On Thursday, the College announced that it will move to include international students in its need-blind admissions policy beginning with the Class of 2027. Doing so, it will become the seventh institution of higher education in the country to enact the policy.
The College announced on April 12 that, starting in the fall, it will be expanding its evaluation of student financial need—a decision that is expected to increase the student aid budget by an average of $3.5 million each year.
The Bowdoin Office of Student Aid has announced that it will waive the summer work expectation component of student financial aid packages as a result of the coronavirus (COVID-19) pandemic. In an email sent to all students who receive financial aid, Micheal Bartini, director of financial aid, cited an effort to relieve financial pressure in what he called a time with a “unique combination of stresses related to COVID-19.”
Bartini clarified that the work expectation would be replaced with an additional grant, and that this change was only applicable to the 2020-2021 academic year.
Like many visual art students, Maddie Squibb ’20 went into the semester choosing between a couple of courses. “Printmaking II or an advanced painting independent study?” she wondered.
“And then I got the email about the Kaempfer Fund running out and it made me think, ‘Oh, I guess I won’t pursue an independent study,’” said Squibb, who is a visual arts minor.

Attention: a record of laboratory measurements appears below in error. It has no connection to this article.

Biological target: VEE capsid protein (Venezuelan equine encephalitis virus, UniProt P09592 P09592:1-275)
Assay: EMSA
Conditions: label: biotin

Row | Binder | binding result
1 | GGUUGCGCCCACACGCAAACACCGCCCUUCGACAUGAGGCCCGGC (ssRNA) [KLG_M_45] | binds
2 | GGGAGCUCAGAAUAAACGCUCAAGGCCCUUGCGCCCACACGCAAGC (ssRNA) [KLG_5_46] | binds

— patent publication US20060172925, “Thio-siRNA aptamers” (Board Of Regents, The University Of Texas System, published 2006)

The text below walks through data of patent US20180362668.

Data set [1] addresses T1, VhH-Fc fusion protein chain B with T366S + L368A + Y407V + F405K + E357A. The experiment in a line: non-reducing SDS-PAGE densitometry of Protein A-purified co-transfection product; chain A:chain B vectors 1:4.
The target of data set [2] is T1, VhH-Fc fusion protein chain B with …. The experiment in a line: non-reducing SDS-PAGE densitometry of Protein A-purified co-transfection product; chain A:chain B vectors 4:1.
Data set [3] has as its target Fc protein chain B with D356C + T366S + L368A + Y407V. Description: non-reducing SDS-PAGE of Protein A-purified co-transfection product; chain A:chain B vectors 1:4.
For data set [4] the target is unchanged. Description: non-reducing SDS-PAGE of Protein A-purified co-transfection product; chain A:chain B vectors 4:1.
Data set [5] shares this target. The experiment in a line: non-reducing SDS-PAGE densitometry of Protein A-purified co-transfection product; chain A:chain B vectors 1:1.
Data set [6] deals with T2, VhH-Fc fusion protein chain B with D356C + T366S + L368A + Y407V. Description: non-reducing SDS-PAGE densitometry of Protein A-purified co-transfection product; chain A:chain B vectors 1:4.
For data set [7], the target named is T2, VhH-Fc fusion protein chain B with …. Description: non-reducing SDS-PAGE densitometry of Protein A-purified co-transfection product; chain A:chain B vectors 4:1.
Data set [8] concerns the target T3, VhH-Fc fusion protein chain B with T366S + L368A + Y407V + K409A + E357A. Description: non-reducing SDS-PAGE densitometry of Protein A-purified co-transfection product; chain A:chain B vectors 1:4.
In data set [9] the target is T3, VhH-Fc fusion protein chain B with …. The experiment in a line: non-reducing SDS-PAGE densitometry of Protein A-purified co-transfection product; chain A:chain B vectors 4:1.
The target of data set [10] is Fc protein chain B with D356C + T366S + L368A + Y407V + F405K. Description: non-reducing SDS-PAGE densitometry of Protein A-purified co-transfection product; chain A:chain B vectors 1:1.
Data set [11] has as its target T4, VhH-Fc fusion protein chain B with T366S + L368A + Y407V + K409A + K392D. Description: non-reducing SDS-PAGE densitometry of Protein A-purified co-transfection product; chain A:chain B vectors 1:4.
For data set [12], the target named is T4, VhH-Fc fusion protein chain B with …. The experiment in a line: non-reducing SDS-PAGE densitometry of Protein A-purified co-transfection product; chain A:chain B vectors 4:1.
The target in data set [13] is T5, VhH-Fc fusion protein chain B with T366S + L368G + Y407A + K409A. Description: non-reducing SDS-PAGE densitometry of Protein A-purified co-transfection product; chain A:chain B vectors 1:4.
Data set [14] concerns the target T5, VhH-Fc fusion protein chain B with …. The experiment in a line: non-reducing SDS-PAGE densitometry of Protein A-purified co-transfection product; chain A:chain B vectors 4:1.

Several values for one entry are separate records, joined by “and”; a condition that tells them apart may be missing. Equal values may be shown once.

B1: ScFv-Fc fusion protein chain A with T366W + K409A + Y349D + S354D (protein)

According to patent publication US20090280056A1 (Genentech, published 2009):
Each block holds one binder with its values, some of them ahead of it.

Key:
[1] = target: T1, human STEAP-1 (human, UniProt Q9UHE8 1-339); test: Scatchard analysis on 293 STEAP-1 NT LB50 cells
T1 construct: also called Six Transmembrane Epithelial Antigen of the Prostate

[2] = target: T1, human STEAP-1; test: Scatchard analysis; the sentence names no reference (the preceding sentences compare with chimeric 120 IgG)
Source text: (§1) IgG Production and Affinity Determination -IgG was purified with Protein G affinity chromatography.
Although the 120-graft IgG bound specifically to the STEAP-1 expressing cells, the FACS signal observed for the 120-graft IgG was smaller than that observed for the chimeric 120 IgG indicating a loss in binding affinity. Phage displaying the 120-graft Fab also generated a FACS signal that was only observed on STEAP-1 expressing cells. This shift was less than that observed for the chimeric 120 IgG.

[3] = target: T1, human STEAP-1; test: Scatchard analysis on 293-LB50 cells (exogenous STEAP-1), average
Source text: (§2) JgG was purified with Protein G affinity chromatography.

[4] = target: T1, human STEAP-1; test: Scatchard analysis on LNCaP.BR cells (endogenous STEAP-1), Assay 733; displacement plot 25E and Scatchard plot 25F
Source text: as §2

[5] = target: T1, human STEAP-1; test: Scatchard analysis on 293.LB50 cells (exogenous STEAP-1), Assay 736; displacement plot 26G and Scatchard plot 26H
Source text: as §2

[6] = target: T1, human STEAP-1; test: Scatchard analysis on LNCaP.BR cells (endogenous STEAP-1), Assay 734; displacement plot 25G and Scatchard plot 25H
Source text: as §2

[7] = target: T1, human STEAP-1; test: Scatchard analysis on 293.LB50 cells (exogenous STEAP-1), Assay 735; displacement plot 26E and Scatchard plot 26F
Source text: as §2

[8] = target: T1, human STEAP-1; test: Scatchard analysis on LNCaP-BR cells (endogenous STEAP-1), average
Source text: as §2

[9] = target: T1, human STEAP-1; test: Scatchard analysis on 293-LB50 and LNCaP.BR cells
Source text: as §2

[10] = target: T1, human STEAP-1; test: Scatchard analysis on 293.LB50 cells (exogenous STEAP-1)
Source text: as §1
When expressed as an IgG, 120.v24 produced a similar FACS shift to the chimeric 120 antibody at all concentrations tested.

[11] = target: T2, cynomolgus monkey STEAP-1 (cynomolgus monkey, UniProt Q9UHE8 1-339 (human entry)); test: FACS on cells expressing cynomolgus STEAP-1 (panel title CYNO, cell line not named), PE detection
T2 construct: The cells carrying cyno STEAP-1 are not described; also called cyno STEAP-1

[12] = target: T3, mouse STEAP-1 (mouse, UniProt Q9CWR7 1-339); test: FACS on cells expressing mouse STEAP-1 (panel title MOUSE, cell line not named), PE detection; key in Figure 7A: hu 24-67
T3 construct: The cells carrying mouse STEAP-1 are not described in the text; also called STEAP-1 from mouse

The College has created an online form for students to apply for emergency financial aid, Dean of Students Janet Lohmann announced in an email to the student body last Friday.
The fund—which will cover the costs of “emergencies, special programs, test prep, supplies, travel and unanticipated events,” according to the website—is composed of donations from the Bowdoin community.
For most students, it doesn’t. For some, they save money.
Students receiving financial aid see no change to their packages if they opt to live off campus, regardless of the cost of the off-campus house.
“We do financial aid the same way because irrespective of where you live, you’re going to pay,” said Michael Bartini, the director of student aid.
A greater percentage of students in the Class of 2021 are receiving financial aid than in any class before, reflecting in part a change in the Office of Admissions’ high school recruitment and application fee policies.